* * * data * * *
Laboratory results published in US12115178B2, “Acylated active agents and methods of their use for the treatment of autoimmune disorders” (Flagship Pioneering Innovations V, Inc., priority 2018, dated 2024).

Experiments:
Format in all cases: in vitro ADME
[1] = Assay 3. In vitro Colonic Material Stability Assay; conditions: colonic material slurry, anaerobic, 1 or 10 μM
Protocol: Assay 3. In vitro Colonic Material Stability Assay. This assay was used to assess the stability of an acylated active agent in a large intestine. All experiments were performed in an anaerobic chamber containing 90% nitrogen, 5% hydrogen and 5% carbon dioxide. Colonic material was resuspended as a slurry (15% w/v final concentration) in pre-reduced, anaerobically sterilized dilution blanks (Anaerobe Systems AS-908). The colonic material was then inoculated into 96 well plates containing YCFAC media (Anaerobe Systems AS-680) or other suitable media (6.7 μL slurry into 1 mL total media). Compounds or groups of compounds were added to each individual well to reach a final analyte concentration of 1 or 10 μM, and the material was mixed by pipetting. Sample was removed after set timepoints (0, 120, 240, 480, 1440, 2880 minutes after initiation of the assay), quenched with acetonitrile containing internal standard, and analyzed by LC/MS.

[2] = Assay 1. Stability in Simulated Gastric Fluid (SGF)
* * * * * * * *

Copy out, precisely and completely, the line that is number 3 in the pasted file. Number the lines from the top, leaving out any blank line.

Format in all cases: in vitro ADME